March 23, 1884|
|Died||February 18, 1963(aged 78)|
|Spouse(s)||daughter of Shimazu Tadayoshi|
Prince Tokugawa Iemasa (徳川 家正?, March 23, 1884 – February 18, 1963) was a Japanese political figure of the Taishō and early Shōwa periods. He was the 17th hereditary head of the former shogunal branch of the Tokugawa clan and the final President of the House of Peers in the Diet of Japan.
Tokugawa Iemasa was born in what is now the Sendagaya district of Tokyo, as the eldest son of Tokugawa Iesato. He graduated from the law school of Tokyo Imperial University in 1909, and accepted a post in the diplomatic corps of Foreign Ministry the same year. In 1924, he was appointed Consul-general to the Japanese consulate in Sydney, Australia. In 1929, he was appointed Envoy to Canada and from 1937-1939 served as the Japanese ambassador to Turkey.
In 1940, on the death of his father, he inherited the title of kōshaku (公爵, prince) under the kazoku peerage system, and a seat as a member of the House of Peers of the Diet of Japan. On June 19, 1946, he served as the President of the House of Peers, a post which he held until May 2, 1947, when the Allied occupation authorities authorized the current Constitution of Japan abolishing the House of Peers.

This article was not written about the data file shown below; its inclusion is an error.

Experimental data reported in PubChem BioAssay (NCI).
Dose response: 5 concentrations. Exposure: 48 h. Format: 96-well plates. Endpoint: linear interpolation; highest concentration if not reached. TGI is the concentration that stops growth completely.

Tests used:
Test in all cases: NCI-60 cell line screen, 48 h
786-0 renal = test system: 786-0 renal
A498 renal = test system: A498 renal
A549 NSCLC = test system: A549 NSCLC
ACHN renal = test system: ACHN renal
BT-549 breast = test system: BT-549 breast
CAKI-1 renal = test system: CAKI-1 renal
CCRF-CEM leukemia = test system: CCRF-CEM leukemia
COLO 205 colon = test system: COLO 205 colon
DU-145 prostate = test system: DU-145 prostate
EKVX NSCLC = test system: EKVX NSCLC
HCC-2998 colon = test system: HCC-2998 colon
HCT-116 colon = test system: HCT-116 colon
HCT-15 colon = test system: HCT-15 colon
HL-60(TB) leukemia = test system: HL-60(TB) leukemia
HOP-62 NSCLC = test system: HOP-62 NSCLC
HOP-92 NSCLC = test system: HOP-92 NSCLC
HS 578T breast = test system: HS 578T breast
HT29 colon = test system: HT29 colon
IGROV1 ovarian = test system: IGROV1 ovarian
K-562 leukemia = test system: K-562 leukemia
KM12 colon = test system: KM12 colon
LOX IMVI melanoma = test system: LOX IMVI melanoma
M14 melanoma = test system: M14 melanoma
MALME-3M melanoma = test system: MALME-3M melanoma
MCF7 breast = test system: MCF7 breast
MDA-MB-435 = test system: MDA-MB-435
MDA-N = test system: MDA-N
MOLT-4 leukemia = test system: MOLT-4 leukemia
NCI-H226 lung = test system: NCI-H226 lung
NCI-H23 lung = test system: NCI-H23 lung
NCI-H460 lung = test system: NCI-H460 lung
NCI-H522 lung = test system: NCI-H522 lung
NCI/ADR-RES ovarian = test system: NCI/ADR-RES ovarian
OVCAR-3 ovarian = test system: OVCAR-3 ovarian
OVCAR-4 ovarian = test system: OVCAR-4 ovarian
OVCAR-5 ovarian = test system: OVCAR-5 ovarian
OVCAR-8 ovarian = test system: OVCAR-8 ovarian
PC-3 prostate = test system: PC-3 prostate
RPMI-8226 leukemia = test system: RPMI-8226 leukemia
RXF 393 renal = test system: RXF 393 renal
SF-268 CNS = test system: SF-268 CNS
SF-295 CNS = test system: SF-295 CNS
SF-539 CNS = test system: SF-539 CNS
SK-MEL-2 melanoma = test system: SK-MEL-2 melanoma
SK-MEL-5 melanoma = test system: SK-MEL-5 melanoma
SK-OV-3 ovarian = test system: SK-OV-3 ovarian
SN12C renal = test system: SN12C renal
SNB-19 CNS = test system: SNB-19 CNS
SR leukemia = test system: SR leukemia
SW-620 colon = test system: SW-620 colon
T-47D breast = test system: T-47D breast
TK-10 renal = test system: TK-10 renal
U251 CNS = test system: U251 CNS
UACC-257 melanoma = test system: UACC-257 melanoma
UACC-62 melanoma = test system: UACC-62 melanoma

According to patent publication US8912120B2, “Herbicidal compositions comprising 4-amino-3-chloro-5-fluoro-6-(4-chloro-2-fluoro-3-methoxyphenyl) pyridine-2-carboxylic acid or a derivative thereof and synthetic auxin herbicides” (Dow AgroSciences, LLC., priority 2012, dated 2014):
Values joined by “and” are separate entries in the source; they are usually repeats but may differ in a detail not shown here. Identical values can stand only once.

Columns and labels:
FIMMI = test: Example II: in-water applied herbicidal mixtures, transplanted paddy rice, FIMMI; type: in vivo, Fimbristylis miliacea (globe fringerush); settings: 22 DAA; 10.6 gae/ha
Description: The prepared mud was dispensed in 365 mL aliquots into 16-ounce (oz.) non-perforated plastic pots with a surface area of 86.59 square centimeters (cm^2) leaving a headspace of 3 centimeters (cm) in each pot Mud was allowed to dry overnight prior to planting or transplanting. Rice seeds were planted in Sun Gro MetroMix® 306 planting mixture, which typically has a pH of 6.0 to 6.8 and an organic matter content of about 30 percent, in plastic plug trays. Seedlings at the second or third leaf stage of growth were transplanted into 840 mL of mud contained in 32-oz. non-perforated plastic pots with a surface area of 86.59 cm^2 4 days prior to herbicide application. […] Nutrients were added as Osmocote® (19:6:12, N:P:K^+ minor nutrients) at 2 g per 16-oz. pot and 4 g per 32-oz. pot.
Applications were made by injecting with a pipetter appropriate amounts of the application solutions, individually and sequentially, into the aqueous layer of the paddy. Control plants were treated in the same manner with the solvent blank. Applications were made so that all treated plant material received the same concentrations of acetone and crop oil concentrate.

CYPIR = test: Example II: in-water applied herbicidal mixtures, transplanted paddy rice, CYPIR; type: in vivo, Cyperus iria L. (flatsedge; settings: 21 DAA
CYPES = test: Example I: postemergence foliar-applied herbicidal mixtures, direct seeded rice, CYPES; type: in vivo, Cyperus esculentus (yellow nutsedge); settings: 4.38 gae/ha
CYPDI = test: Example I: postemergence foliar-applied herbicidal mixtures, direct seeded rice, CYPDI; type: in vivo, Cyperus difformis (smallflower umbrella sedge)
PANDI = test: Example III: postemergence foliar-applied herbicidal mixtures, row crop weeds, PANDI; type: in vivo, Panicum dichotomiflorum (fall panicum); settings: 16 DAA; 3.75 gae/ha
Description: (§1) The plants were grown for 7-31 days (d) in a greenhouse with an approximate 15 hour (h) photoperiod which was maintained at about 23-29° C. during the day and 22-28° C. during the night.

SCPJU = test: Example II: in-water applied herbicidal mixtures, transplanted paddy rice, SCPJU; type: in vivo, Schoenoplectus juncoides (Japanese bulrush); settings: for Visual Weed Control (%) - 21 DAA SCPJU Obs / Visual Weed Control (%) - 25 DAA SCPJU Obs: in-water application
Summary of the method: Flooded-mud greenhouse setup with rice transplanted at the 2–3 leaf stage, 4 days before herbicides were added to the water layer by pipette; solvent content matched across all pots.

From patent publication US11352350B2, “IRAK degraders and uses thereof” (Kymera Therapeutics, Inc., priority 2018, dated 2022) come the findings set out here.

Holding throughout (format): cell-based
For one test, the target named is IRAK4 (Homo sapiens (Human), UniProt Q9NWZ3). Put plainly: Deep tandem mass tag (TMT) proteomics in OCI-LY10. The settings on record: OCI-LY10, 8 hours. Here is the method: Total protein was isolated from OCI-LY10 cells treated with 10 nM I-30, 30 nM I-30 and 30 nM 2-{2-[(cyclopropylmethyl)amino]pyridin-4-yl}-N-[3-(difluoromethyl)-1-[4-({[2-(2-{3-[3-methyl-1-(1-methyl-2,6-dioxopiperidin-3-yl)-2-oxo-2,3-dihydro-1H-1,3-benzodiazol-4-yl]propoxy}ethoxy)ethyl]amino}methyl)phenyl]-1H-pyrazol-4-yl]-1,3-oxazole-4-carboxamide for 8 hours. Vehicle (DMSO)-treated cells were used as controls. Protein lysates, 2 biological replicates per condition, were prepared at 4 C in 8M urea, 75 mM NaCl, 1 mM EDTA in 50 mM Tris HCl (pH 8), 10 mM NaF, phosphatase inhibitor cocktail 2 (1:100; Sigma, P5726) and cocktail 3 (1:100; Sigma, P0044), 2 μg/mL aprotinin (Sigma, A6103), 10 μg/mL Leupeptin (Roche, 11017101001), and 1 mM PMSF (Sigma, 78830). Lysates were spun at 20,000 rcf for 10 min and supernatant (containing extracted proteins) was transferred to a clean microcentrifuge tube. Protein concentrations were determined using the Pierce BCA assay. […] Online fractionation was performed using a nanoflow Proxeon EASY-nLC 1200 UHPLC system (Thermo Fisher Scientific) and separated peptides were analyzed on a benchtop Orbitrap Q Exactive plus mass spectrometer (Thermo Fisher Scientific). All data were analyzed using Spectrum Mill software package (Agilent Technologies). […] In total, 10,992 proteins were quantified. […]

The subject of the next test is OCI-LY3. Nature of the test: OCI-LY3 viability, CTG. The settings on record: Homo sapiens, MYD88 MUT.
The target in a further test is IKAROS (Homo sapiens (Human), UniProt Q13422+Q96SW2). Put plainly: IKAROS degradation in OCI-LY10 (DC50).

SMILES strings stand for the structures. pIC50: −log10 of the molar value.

He died of heart disease at his home in Shibuya, Tokyo on February 18, 1963, and was posthumously awarded the Order of the Rising Sun with Paulownia Flowers, 1st class. His grave is located at the Yanaka Cemetery in Tokyo. He was succeeded as head of the Tokugawa clan by Tokugawa Tsunenari.
- Banno, Junji. The Establishment of the Japanese Constitutional System. Routledge (1992). ISBN 0-415-00497-7
- Lebra, Sugiyama Takie. Above the Clouds: Status Culture of the Modern Japanese Nobility. University of California Press (1995). ISBN 0-520-07602-8
- Sims, Richard. Japanese Political History Since the Meiji Renovation 1868-2000. Palgrave Macmillan. ISBN 0-312-23915-7
- Yanaka Cemetery (Japanese)
|Tokugawa family head
|President of the House of Peers